October 18, 2010

Keeping silent in the face of abuse makes you as bad as the abuser.


In light of the rash of recent teen suicides in the United States, the secular media have been reporting story after story dealing with the dynamic of bullying and the psychology of bullies, victims and bystanders. We are being told that had just one person stepped forward to either confront the bully and/or offer support to the victim, there might have been a more positive outcome for all involved.

Unfortunately, bullying continues to this day in our schools, in our workplaces, and yes, even in our Church communities where adults often serve as weak or negative role models. While bullying is the primary problem, bystanders are spreading this infection in our communities.

There is a world of difference between being an active witness to bullying and abuse, and being a bystander. Active witnesses risk when acting against injustice, and in doing so demonstrate their care and compassion. Bystanders, on the other hand, are neutral at best, but more often demonstrate attitudes and behaviours consistent with the bully.

By choosing to remain silent, the bystander contributes toward a damaging "bystander culture" of non-involvement, thus tacitly perpetuating the unjust behaviour of the bully.


A bystander who has already decided to be an uninvolved spectator, will look the other way, pretend ignorance if called upon or, worse, nod in approval of gossipers, even when he or she is repulsed by what they hear.

Choosing to do nothing, in the midst of rumours and unfair judgments targeted at the victim, is just as bad as bullying, say experts like Barbara Coloroso who has written a book on the topic (The Bully, the Bullied and the Bystander, 2003). It is worsened when the bystander becomes an ally to the bully by perpetuating gossip and hurtful remarks about the victim.

Wouldn't it be praiseworthy if bystanders chose instead to become active witnesses who are motivated by justice? An active witness can make a tactical decision, based on the facts, to intervene, either immediately or later. It is acceptable and, sometimes even advisable, to speak up later if one needs time to gather and consider the facts.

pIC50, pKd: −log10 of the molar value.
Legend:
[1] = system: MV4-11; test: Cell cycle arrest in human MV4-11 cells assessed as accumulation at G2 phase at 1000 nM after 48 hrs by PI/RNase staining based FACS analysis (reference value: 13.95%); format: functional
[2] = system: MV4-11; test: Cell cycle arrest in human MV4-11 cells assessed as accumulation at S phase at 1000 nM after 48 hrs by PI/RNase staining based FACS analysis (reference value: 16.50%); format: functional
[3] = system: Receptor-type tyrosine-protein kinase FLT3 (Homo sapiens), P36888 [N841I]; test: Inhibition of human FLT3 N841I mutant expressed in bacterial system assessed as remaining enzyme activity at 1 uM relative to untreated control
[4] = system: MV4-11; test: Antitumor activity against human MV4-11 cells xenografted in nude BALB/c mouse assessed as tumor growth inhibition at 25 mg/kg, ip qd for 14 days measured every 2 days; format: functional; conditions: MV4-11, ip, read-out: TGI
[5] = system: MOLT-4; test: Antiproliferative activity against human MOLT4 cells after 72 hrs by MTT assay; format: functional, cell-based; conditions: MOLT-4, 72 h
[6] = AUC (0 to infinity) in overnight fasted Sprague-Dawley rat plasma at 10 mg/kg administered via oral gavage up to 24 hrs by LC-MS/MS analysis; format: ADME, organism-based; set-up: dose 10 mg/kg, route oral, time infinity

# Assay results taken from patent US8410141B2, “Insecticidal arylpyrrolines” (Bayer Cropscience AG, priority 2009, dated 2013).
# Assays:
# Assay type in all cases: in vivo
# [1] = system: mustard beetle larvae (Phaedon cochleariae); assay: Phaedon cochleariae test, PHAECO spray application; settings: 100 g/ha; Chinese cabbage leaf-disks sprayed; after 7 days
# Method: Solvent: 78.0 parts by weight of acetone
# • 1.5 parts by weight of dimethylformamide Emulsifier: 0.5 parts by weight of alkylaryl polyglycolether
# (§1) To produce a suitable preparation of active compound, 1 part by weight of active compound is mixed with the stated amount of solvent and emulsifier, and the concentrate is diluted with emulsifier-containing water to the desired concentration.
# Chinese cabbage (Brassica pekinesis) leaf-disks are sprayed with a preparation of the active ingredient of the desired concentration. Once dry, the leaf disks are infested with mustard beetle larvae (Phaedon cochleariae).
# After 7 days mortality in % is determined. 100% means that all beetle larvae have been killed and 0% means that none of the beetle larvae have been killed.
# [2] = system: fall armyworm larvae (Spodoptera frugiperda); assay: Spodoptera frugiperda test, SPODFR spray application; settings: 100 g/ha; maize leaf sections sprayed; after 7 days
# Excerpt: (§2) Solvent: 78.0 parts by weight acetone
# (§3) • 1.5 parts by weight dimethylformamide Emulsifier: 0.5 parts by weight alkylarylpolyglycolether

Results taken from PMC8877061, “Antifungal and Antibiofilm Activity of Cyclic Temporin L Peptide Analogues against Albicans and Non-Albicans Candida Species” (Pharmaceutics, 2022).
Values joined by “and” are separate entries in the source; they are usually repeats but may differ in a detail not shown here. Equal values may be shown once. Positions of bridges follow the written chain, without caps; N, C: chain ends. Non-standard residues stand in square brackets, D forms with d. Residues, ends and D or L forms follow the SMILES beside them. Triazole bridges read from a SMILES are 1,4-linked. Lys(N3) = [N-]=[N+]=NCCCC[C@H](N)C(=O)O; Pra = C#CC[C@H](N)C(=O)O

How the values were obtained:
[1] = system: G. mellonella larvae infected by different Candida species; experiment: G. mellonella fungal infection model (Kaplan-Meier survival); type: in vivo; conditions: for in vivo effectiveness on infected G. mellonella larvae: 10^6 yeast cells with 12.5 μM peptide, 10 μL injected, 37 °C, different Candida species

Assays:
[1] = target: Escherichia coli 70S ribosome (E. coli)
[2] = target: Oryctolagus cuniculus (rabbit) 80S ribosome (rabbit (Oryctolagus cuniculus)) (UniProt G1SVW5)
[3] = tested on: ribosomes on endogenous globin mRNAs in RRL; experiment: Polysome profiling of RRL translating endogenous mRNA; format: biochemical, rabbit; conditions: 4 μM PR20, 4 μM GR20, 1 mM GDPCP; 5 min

But is it commendable to remain a bystander when the facts have been gathered and the truth has been established; especially when these facts and truths support the victim?


Catholic social teaching is helpful for examining the dynamic of bullies and bystanders. The plight of the poor is frequently mentioned in the same breath as the plight of the vulnerable. It is entirely possible to be in a group that is not economically poor, but nonetheless vulnerable, especially when it comes to their relationships with people who have power over them. Catholic social teaching calls us to stand up and speak against all injustices, and that includes bullying.

Women and children are a case in point. Our Catholic tradition teaches us that we should put the needs of the poor and vulnerable first. There are none more vulnerable than those who have been victims of clergy sexual abuse, and then further victimized by additional bullies and bystanders.

It is time for people, clergy and laity alike, to become active witnesses who are motivated by true justice as advocated by Church teaching. Jesus confronted the bullies who were about to stone a defenceless woman and, in doing so, courageously stood for justice. Are we not all called to his spirit of courage to confront bullies, defend the dignity of the victimized and help both bully and victim grow in becoming truly human?

(Delmer Wagner is a retired Catholic director of education. During his 30-year career, several of his articles on Catholic education and administrative leadership have been published both nationally and internationally.)